Georgia

FEMA

  • Survivors in seven counties are now eligible to apply for Individual Assistance. Residents of Calhoun, Clay, Laurens, Randolph, Sumter, Tift, and Turner counties should apply for disaster assistance through DisasaterAssistance.gov or call 800-621-3362.
  • New State/FEMA Disaster Recovery Centers are now open in Crisp, Dougherty, Lee, and Thomas counties.

USDA

  • Households that participate in the SNAP program and live in one of 23 counties can use their SNAP benefits to buy hot foods through November 17. This provides additional food options for survivors.

Hurricane Florence

North Carolina

FEMA

  • An additional five counties (Alamance, Madison, Polk, Rowan, and Tyrrell) are eligible for Public Assistance (all categories).
  • FEMA released another notice of “its intent to take into account the impact of federal laws concerning historic preservation and civil rights on the federal assistance and grant opportunities it provides.” The pertinent laws include the National Historic Preservation Act and the Rehabilitation Act of 1973.

State Action

  • Governor Roy Cooper requested a waiver that would allow those who receive Small Business Administration (SBA) loans to apply for Community Development Block Grant – Disaster Recovery (CDBG-DR) funds without their SBA loans counting against them.

Read previous Disaster Housing Recovery updates at http://nlihc.org/issues/disaster

Disaster Housing Recovery Update -Wednesday, October 24, 2018

Hurricane Michael

  • The National Employment Law Project has created a fact sheet for workers impacted by Hurricane Michael about how they can access Disaster Unemployment Assistance. There are also a number of other disaster-related resources on its webpage.

Florida

FEMA

  • FEMA has approved 9,292 Individual Assistance (IA) applications and $38.1 million for all Individuals and Households programs (IHP). Dollars or applications approved does not necessarily mean money has been distributed.
  • New State/FEMA Disaster Recovery Centers are open in Liberty, Gadsden, Washington, Leon, Jackson, Holmes, and Franklin counties.
  • FEMA published a map of Mobile Registration Intake Centers (MRIC) deployed across the Florida Panhandle to assist Hurricane Michael survivors in applying for FEMA assistance and to make referrals to community partners. There are currently 11 MRICs listed.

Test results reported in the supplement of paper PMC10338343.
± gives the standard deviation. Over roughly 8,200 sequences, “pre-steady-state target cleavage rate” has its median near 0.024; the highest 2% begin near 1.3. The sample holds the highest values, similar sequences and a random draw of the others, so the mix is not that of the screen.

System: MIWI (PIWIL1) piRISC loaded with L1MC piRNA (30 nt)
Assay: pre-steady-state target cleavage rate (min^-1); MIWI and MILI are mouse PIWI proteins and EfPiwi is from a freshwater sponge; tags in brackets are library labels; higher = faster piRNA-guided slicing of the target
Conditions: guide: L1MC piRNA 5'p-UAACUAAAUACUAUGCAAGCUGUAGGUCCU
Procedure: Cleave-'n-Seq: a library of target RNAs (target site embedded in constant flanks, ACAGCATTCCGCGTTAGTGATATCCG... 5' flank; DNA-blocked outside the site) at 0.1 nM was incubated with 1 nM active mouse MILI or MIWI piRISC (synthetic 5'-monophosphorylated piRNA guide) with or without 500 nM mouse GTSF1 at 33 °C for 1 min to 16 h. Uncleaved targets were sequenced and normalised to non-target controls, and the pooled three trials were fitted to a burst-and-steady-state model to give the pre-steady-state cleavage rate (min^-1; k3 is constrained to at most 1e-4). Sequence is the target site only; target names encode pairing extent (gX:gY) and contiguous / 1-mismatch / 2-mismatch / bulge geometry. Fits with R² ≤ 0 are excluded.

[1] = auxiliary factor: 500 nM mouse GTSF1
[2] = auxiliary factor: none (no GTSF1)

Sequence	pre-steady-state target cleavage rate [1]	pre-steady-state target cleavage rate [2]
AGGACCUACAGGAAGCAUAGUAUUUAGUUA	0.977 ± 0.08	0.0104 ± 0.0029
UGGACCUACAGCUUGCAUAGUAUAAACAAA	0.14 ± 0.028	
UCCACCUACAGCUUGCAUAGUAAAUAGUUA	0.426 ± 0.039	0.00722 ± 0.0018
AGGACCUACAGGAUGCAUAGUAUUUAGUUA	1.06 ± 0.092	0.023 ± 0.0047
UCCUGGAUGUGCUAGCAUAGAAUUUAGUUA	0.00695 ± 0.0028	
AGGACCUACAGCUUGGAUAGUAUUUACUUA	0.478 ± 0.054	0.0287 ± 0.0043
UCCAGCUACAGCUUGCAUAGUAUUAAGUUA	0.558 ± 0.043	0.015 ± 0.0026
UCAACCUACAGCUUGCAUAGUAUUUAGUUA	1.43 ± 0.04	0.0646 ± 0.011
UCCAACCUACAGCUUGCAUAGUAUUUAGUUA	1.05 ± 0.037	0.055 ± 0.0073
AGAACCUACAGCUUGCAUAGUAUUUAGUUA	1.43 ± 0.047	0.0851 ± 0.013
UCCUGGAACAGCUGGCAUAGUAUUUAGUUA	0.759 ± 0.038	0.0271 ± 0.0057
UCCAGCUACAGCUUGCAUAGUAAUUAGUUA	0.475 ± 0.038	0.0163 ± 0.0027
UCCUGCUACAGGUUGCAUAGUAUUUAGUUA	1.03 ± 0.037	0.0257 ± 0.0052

State Action

  • Governor Rick Scott announced that utility providers are aiming to have nearly all power restored by early November. The electrical infrastructure in Calhoun and Jackson counties required a rebuild, and over half of customers in these areas are still without power. More than 400,000 households were without power following the storm – that number is now closer to 47,700.
  • An update from Governor Scott reports 1,480 people are staying in the nine shelters that remain open. The update also states that Florida Department of Economic Opportunity is working with the Capital Area Action Agency to allow people in Franklin County to use surplus FEMA trailers while also looking for other temporary housing solutions.
  • The  Department of Health and Human Services has activated the Emergency Prescription Assistance Program  (EPAP) to allow uninsured Floridians free replacements of certain medical supplies, equipment, and medications lost or damaged by Hurricane Michael through November 15. Survivors can visit www.phe.gov/epap or call 855-793-7470 for more information.
  • The Agency for Health Care Administration (AHCA) has extended special Medicaid exceptions for recipients who reside in one of the 12 Hurricane Michael disaster-designated counties through November 9.
  • The Florida Healthy Kids Corporation announced that it will cover KidCare insurance premiums for November, December, and January for families in the 12 counties impacted by Hurricane Michael. Coverage renewals for these families will also be extended until February 1, 2019.

Local Perspectives and Resources

  • The executive director of the Panama City Housing Authority told reporters that half of their 450 homes will be condemned following Hurricane Michael. The housing authority is still determining how many voucher holders will need to relocate from their current homes. Low income tenants in the area are struggling to find viable options for shelter and many are still waiting to hear from FEMA.